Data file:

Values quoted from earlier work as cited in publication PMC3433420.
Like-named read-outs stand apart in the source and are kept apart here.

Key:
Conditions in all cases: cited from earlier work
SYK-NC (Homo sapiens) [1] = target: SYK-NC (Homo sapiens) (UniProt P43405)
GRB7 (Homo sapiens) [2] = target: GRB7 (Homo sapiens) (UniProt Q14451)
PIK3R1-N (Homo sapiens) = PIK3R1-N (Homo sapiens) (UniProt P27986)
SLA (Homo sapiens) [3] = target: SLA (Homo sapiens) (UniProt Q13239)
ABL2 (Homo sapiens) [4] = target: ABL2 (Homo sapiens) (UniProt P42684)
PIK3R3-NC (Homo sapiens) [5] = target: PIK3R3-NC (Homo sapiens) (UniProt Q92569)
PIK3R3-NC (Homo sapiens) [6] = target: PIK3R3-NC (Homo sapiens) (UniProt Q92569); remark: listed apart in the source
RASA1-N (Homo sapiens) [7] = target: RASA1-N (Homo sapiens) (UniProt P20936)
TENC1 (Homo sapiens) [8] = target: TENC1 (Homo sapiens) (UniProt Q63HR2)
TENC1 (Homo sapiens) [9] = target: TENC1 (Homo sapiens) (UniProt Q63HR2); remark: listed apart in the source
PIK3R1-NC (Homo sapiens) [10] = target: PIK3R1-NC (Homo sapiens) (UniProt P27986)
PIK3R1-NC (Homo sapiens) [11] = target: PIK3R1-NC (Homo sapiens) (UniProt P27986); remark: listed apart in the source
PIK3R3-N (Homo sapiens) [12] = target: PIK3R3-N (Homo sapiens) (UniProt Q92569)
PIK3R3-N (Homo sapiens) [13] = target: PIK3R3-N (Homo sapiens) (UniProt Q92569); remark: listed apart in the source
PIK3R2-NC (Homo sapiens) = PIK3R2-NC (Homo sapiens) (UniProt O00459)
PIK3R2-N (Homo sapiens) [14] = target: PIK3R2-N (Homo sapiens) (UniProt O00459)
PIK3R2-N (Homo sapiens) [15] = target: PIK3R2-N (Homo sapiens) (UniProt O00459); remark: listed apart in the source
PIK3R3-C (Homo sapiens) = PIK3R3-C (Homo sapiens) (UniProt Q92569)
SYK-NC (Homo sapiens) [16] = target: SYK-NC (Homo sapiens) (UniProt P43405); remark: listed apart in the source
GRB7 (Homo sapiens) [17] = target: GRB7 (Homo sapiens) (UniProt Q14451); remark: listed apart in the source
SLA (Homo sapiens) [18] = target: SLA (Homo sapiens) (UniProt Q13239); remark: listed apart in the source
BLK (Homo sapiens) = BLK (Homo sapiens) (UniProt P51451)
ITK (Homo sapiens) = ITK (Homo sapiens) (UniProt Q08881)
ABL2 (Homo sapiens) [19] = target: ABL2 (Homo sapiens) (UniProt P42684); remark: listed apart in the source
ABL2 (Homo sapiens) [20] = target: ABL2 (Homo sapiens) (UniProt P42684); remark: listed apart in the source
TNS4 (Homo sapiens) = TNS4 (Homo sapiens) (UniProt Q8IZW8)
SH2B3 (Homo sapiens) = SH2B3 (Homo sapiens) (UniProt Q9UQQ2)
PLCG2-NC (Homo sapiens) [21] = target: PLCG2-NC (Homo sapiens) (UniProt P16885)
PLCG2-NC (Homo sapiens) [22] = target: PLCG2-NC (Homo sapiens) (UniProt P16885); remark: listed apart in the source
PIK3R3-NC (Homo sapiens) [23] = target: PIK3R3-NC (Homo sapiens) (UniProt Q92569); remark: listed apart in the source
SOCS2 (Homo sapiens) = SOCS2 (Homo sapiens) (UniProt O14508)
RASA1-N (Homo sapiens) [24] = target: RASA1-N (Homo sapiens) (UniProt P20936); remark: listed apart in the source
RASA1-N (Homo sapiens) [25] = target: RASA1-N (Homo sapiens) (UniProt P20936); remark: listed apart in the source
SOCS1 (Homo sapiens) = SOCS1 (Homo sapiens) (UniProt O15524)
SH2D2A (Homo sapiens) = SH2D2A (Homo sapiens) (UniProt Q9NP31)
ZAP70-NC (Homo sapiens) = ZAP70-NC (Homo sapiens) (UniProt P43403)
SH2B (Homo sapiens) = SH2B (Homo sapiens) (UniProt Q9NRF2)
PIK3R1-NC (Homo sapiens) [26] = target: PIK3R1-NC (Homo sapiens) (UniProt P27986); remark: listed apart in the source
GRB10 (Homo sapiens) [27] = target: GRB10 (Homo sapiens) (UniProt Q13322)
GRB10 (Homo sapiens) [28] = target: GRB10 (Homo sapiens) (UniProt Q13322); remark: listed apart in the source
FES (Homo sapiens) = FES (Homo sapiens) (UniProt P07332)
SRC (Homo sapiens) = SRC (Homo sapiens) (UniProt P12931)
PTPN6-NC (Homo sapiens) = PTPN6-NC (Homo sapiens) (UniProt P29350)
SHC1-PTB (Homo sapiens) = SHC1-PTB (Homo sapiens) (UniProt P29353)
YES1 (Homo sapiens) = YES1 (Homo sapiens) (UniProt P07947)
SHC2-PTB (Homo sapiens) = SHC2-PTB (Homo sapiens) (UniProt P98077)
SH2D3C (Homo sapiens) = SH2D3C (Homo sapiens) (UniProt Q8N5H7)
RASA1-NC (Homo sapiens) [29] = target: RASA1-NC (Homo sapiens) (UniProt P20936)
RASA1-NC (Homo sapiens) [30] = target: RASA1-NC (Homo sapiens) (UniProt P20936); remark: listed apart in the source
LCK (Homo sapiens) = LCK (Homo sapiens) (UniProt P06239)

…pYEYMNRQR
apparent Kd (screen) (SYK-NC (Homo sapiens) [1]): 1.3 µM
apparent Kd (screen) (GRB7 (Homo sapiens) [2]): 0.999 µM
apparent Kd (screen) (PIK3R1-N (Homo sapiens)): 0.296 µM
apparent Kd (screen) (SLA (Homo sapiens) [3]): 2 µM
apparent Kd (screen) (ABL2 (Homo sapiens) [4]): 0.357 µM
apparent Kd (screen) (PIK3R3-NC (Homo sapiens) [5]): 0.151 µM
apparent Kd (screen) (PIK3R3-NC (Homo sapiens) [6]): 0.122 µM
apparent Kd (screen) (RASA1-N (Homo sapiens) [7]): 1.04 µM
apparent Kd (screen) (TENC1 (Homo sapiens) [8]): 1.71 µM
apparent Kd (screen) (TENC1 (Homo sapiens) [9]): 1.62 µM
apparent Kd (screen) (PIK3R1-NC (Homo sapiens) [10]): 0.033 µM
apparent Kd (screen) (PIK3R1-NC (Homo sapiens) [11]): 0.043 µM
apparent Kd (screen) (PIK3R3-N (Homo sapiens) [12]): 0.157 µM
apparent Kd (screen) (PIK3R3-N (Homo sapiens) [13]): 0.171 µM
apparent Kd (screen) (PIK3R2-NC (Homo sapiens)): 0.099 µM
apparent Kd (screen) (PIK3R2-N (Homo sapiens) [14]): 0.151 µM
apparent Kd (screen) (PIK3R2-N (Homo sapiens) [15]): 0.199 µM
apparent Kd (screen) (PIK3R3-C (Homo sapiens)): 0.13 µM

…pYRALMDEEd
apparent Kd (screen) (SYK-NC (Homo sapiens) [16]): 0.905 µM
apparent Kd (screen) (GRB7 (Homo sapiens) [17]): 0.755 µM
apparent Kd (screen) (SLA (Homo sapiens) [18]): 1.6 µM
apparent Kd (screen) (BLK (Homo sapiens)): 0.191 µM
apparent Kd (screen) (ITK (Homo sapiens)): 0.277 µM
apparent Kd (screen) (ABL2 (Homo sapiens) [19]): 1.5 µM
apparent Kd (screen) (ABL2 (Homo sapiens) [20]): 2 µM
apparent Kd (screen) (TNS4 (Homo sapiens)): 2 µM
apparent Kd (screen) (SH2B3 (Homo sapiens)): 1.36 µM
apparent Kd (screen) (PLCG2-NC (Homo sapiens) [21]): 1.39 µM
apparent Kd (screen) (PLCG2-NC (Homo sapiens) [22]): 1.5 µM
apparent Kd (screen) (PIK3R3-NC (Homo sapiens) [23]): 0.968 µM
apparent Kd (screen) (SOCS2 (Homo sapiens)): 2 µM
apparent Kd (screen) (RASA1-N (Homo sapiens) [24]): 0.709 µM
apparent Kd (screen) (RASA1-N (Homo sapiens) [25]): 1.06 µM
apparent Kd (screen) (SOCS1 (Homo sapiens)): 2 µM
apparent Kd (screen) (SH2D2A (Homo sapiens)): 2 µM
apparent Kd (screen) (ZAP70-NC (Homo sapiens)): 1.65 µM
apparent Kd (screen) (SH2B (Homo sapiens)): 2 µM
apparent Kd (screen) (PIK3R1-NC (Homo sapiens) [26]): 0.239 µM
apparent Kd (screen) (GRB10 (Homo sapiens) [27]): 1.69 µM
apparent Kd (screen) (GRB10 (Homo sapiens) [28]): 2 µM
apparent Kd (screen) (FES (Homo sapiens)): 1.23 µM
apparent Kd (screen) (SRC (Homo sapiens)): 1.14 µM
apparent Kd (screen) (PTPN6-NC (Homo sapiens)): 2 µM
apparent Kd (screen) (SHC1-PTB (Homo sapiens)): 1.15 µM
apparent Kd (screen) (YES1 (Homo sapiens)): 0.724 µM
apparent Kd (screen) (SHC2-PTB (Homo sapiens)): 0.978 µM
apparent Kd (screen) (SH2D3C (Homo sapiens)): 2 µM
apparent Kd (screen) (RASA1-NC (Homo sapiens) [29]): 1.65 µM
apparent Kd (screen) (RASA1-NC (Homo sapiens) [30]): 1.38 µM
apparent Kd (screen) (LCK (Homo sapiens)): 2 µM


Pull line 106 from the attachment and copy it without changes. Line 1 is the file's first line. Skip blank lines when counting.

apparent Kd (screen) (LCK (Homo sapiens)): 2 µM